manual wheels?

What is your opinion on using foot-powered wheels? I learned on one and
have been using an electric wheel since moving to my new studio. I kind of
miss the manual one, there was a real tempo you could get into. What do you
think?
Reply to
Hana Rednib
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I like the quiet rhythm of a treadle wheel and always have. I feel like an appendage to an electric one. My treadle is part of me.
Steve Bath UK
In article , Hana Rednib writes
Reply to
Steve Mills
they are useful as a second wheel. they force you to make every touch count. with an electric you can get lazy & sloppy. you can't do that kickers.
steve
steve graber
Reply to
Slgraber
For the hobbyist, kick wheels are great. For a professional, it's kind of like hand saws versus power saws for carpenters--they both do the work, but one does the work 10 times quicker... I learned on a kick wheel, was forced to an electric when apprenticing and they didn't have room for another kick wheel, and after a while found I was throwing pots faster (no, not better) than my master potters.
Brad Sondahl
-- For original art, music, pottery, and literature, visit my homepage
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Reply to
Brad Sondahl
I like my kick wheel, it's always going at the right speed, while my power wheel (tho' wonderful for big ware) seems to always be just @ the wrong speed so that i'm either hurrying to catch it up or waiting for it.... Like Steve says i feel like an appendage with the power wheel... Hugs Guys, It's good to be back...
> For the hobbyist, kick wheels are great. For a professional, it's kind of like > hand saws versus power saws for carpenters--they both do the work, but one does > the work 10 times quicker... I learned on a kick wheel, was forced to an > electric when apprenticing and they didn't have room for another kick wheel, and > after a while found I was throwing pots faster (no, not better) than my master > potters. > > Brad Sondahl > > -- > For original art, music, pottery, and literature, visit my homepage >
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> > To reply to me directly, don't forget to take out the "garbage" from my address. > > > > > >
Reply to
Eddie Daughton
Hi Brad,
Actually, here in Japan, the best carpenters and cabinet makers still use hand tools and their work is much finer than we find typically in the USA.
Power tool does not necessarily mean faster. Nor does it mean better. While I fire with a wood kiln, my korean keiyaki kick wheel is actually more important to me than my wood kiln. Many potters who studying with my teacher, Tatsuzo Shimaoka, use Korean Kickwheels. As so do Randy Johnston and Willem Gebben.
As someone who came to pottery from Zen Buddhism, I can tell you that the low momentum kickwheel is much more meditative. It can be similar to zen meditation, if you pay attention to your breath.
Also, I find that I can throw all day on the korean kickwheel with no leg or back pain. I cannot say the same for my throwing on my shimpo gold electric, back in St. Paul, MN. I think the leg movement helps both the legs and the back. The traditional throwing platform, soft clay and throwing off the hump is also conducive to good posture.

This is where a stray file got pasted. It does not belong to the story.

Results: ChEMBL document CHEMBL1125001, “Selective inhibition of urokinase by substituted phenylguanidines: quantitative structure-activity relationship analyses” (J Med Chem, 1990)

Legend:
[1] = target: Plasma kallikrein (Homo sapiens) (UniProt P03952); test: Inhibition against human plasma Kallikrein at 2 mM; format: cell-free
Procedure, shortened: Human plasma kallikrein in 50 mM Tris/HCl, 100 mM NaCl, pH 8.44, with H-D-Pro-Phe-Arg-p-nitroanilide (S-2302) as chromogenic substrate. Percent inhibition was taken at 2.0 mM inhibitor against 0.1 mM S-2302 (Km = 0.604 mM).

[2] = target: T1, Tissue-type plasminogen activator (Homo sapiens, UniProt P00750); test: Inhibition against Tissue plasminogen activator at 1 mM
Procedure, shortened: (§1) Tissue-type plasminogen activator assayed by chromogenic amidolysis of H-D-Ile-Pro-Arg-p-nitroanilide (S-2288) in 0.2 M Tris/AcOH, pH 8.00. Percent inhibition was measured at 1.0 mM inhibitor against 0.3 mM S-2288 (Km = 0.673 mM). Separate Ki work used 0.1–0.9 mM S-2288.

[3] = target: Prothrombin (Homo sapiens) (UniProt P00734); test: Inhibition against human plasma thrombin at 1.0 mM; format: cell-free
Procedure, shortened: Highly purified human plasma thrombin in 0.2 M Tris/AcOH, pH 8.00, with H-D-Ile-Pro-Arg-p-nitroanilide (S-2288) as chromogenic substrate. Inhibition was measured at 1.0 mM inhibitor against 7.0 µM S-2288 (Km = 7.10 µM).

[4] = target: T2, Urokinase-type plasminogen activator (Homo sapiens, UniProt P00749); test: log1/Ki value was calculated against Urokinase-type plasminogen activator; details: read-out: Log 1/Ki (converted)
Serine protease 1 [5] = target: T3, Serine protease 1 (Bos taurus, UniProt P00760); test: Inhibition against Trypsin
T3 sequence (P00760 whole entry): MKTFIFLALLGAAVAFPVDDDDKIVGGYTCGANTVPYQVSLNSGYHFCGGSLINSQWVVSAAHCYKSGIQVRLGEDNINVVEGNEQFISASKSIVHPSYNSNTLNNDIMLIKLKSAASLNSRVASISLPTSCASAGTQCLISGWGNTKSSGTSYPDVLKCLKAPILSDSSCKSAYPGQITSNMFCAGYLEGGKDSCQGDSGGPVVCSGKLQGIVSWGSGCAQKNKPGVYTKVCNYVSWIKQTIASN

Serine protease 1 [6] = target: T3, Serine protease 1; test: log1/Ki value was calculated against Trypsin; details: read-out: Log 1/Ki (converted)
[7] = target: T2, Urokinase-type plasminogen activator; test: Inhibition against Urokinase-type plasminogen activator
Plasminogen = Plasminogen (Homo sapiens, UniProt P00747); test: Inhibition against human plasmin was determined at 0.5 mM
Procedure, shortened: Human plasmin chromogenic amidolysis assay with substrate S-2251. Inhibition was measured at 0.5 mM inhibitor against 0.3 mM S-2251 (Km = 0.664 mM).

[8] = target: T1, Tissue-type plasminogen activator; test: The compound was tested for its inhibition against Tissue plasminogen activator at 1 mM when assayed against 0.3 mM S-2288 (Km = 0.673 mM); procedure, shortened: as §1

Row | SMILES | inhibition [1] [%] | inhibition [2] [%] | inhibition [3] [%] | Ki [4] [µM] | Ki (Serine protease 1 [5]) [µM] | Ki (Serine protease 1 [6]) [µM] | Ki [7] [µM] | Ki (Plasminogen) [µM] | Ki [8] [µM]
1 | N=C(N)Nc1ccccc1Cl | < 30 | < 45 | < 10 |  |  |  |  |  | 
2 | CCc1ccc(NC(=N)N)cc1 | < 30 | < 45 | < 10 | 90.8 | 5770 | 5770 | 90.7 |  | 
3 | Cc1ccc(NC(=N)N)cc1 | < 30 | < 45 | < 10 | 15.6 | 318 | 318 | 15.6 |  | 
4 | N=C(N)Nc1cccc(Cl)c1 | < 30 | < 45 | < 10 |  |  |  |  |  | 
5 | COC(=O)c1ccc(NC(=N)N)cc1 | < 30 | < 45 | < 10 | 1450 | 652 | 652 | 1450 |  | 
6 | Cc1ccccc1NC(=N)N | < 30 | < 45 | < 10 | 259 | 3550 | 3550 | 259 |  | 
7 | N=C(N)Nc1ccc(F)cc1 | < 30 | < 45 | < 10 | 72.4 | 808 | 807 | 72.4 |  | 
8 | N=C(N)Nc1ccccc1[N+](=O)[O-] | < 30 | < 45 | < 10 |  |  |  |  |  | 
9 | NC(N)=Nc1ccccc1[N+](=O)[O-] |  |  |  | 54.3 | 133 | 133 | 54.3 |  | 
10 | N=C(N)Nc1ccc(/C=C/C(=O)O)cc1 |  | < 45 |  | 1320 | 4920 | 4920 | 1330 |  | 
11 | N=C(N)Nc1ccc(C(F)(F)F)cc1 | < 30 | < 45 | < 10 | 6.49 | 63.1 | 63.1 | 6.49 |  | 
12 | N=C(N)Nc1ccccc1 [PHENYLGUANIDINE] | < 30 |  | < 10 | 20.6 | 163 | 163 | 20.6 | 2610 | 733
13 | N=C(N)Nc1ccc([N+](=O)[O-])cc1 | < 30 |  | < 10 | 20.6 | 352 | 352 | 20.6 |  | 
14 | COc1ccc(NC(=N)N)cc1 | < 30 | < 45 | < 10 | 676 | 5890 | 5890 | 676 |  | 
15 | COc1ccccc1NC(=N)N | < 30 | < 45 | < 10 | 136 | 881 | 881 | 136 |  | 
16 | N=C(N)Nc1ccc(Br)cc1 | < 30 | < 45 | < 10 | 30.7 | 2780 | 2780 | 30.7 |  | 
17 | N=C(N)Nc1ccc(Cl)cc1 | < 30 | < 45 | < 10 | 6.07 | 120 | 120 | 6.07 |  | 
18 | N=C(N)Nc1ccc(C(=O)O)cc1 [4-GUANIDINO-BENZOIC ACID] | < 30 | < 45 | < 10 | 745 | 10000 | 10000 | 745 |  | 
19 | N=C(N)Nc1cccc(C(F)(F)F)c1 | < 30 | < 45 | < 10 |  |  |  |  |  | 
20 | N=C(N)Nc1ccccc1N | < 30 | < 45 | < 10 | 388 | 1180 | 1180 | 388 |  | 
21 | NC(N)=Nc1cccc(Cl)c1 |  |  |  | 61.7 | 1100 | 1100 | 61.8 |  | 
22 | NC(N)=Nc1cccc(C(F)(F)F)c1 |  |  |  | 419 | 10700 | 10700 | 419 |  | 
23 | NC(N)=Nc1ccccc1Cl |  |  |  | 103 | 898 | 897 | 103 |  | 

If you check out this link you can see a wheel something like mine:
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Reply to
Lee Love
Hi Brad,
Actually, here in Japan, the best carpenters and cabinet makers still use hand tools and their work is much finer than we find typically in the USA.
Power tool does not necessarily mean faster. Nor does it mean better. While I fire with a wood kiln, my korean keiyaki kick wheel is actually more important to me than my wood kiln. Many potters who studying with my teacher, Tatsuzo Shimaoka, use Korean Kickwheels. As so do Randy Johnston and Willem Gebben.
As someone who came to pottery from Zen Buddhism, I can tell you that the low momentum kickwheel is much more meditative. It can be similar to zen meditation, if you pay attention to your breath.
Also, I find that I can throw all day on the korean kickwheel with no leg or back pain. I cannot say the same for my throwing on my shimpo gold electric, back in St. Paul, MN. I think the leg movement helps both the legs and the back. The traditional throwing platform, soft clay and throwing off the hump is also conducive to good posture.
If you check out this link you can see a wheel something like mine:
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Reply to
Lee Love
Lee Love writes:
Indeed, I like to do a lot of my trimming on the kickwheel, it's generally relaxing. That, and kickwheels don't do anything unexpected that electric can (like accelerate rapidly)
Myself, I only throw on it as a last resort, since my bad right knee doesn't like the motion, and it's rather late for me to learn to spin the wheel clockwise...
Reply to
Richard Kaszeta
I worked on a kick wheel (Lockerbee) for the first 10 years that I made pottery professionally. Most of what I throw is small forms that are under 8 lbs of clay. I threw 30 lbs off the hump regularly with this kick wheel. An accident in 1980 to my knee and ankle left me with enough weakness that I electrified the kick wheel. I have used Brent and Shimpo wheels when demonstrating. I find the combination kick and electric the best solution for my needs. I think that learning on a kick wheel gives the potter a more subtle hand.. though I tend to throw rather chunky any how... Russ Andavall
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Reply to
Russell Andavall
Hi Richard,
You might find the Korean kickwheels "possible." Actually, "kickwheel is a misnomer, because you actually pull with them. I throw counter-clockwise and I pull the wheel with a bare left foot.
Reply to
Lee Love

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